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Ready, Steady, Go!

Published on , , Sofia

The Eurozone is falling apart”, “Europe is moving in two speeds” - in the light of these headlines, a country, which on top of this has the euro as its national currency, is starting official negotiations talks with the EU and is proud of that fact. Among all the key decisions on the agenda of another EU summit in Brussels, it is written that “the European Council endorsed the decision taken by the Council to open accession negotiations with Montenegro on 29 June 2012.” Of course, this decision was more than expected and besides it is quite formal, but in the light of all warnings that the bloc is falling apart, the news that the EU integration process for the countries from the Western Balkans is on track, is quite optimistic.

Montenegro is following the path of Croatia, which exactly in a year will officially become the 28th member state, next in the pipeline is Serbia which this year received a candidate status, Albania is also queueing to get such status, while Bosnia and Herzegovina is anticipated to apply for membership by the end of the year. Montenegro officially applied to become a member in 2008 and in 2010 it was granted a candidate status.

Two years later, the EU leaders recognise the progress the country has made in implementing the reforms needed for the launch of the talks, but urge again that they will closely monitor Montenegro’s next steps once the talks are opened in several key ares: the rule of law and fundamental rights, the judiciary, the fight against corruption and organised crime. And while the EU has been urging most of the new members in these areas, this time the European Commission is introducing a new approach - opening the toughest negotiation chapters, which focus on these areas, first in the talks and then moving on to the other chapters.

The Council invites Europol to present a report on the situation with regard to organised crime in Montenegro, and asks the Commission to ensure that this contribution is taken into account in the forthcoming screening reports”, the General Affairs Council says in its conclusions from June 27th. ”In this light, the European Union will take into account of the experience acquired from previous accession negotiations, notably in relation to the negotiating chapters on judiciary and fundamental rights and on justice, freedom and security. A new approach will be applied to both chapters, which will be tackled early in the negotiations to allow maximum time to establish the necessary legislation, institutions and solid track records of implementation. An overall balance in the progress of negotiations across chapters should also be ensured,” the conclusions read.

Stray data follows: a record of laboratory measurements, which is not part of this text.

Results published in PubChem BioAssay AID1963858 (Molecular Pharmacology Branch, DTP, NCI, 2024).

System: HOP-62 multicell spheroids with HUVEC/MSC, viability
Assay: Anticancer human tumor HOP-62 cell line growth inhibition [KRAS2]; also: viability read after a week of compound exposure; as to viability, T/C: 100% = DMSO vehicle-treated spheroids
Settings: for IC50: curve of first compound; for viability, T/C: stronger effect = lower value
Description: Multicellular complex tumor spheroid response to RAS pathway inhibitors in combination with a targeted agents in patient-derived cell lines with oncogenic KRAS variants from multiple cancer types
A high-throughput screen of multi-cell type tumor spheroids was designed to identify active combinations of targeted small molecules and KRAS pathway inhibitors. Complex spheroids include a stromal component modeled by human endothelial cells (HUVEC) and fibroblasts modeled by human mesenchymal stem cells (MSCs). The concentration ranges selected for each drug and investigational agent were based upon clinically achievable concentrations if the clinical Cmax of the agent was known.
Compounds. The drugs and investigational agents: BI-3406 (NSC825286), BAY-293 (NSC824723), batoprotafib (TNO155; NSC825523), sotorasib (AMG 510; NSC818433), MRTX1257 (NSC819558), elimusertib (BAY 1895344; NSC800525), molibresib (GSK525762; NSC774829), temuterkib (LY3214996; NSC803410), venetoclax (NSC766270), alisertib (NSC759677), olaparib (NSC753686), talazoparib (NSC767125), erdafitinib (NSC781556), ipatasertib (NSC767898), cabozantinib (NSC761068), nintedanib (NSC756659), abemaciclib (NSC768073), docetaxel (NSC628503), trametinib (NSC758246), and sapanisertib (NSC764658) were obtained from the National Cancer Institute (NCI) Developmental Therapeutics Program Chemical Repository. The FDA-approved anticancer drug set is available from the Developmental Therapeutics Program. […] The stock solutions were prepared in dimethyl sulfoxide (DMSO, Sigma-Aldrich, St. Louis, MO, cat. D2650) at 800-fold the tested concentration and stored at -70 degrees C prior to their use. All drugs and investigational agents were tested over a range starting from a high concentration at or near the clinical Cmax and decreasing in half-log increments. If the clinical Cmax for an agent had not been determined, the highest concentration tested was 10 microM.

The reason for such an approach is more than clear - no one in the EU wants to see the story of Bulgaria and Romania taking place again, as both countries have been criticised for failing to completely reform these areas over and over again in the last five years, since they have become full members of the bloc. Tiny as it may be, with a population of just above 600,000 people, or maybe just because of that, Montenegro is known with tight ties between the business and the ruling top, and even in the day the negotiation talks were launched the country’s Supreme Prosecutor’s office pressed charges against 17 people for giving and taking bribes, power abuse and document forgery.

No one should be surprised that the organised crime and the corruption are pointed out as a major problem. Their tackling was among the seven priorities of the May report,” EU Enlargement Commissioner Stefan Fule told Montenegrin journalists in Brussels. In a special interview for the most circulated newspaper in the country, Pobjeda (Victory), he also says that during the discussion among the 27 there was no doubt whether the accession talks should be launched or not, but rather how to make this in the most effective way. Fule also explains that the new negotiations approach would allow the most difficult chapters to be opened first and closed last, but it will also allow the introduction of some restrictive measures, such as provisional freezing of talks in other areas if no progress is achieved on these chapters.

The experience with the last accession talks - those with Croatia - shows that when a country wants it can show progress and even arrest and press corruption charges against a former prime minister. Therefore, “the stick”, which the EU is warning it would use again, will most probably help Montenegro in the fight against corruption and organised crime, and on the other hand, hopefully, when those talks are completed, Montenegro would not need to join some other kind of Europe.

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